The objective of this research was to apply the theory of planned behavior (TPB; Ajzen, 1988, 1991) to alcohol use during pregnancy. Of the pregnant women (N = 130) who participated in the study, over one third reported consuming alcohol (34.8%), and the greatest proportion were drinking 2 to 4 times per month (16.4%). Binary logistic regression was conducted, and the full TPB model was able to distinguish between drinkers and abstainers, explaining 57.1% to 77.1% of the variance in drinking behavior. The TPB provides insight into reasons behind the behavior and can be usefully applied, both as a screening tool to identify pregnant women drinking during pregnancy and as an avenue for intervention work.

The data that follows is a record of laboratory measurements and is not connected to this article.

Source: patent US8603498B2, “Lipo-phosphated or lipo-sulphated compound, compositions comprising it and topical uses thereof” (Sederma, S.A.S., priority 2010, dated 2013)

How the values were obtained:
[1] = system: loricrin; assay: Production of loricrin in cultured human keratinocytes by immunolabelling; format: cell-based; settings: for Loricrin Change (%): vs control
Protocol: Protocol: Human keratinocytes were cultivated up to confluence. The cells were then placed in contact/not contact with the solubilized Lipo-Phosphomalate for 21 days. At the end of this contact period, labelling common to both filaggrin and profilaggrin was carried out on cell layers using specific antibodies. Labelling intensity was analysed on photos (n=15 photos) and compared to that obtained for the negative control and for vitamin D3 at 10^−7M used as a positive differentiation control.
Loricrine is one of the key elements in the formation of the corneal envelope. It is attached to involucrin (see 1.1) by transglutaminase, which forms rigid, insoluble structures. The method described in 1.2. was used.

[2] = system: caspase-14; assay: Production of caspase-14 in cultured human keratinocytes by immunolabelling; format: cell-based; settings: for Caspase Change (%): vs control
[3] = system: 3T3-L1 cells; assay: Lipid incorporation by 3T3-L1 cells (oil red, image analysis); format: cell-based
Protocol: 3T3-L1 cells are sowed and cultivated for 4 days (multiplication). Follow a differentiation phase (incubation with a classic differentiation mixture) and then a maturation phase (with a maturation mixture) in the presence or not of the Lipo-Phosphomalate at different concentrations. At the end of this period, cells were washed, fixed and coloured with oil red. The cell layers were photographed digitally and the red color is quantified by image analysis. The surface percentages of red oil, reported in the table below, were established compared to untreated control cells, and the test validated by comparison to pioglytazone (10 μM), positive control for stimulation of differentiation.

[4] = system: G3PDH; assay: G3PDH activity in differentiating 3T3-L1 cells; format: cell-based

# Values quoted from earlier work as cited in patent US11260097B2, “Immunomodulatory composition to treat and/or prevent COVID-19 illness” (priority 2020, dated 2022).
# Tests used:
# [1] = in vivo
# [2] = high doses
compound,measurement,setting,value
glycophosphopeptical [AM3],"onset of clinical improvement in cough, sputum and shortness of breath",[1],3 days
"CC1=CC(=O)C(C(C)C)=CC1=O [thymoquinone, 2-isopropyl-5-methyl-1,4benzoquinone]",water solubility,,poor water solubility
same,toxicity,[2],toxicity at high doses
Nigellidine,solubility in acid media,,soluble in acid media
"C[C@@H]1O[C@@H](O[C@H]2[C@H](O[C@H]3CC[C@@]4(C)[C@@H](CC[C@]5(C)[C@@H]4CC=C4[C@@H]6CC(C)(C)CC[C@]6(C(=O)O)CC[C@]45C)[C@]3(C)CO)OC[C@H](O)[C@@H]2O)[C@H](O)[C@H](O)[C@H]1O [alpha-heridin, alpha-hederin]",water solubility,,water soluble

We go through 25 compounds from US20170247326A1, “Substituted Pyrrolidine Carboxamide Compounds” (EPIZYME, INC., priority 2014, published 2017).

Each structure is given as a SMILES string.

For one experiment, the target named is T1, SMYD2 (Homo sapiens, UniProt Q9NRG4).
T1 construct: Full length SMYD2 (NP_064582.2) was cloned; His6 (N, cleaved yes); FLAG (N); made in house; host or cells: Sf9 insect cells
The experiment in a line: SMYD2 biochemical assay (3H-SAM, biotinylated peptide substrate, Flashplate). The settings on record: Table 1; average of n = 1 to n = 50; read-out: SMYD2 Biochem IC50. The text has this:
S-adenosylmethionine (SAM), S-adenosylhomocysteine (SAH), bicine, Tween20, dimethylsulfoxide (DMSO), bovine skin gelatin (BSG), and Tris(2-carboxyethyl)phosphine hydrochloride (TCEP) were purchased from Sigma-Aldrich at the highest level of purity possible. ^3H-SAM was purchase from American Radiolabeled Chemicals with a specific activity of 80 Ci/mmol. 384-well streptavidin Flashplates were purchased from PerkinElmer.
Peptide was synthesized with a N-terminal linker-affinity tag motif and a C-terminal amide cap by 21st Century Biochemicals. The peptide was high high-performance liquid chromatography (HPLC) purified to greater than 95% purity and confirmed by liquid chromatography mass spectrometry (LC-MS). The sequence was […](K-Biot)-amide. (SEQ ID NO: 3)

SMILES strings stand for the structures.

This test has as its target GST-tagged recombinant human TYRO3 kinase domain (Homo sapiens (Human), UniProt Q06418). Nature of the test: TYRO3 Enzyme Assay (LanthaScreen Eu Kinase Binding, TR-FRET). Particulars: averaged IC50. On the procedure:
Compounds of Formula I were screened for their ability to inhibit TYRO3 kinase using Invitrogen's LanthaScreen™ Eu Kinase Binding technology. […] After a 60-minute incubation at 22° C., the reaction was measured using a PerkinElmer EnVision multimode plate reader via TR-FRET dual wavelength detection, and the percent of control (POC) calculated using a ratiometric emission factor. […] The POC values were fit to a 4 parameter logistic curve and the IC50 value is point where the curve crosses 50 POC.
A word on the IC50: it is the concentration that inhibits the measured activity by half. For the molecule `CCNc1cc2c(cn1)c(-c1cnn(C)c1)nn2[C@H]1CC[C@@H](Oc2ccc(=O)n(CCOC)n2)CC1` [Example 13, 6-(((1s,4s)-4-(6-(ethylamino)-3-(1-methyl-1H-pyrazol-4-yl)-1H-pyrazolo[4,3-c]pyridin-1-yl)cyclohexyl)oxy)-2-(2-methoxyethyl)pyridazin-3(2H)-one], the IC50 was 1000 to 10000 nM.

Duncan, E., Forbes-McKay, K., & Henderson, S. (2012). Alcohol use during pregnancy: an application of the theory of planned behaviour. Journal of Applied Social Psychology, 42(8), 1887-1903. https://doi.org/10.1111/j.1559-1816.2012.00923.x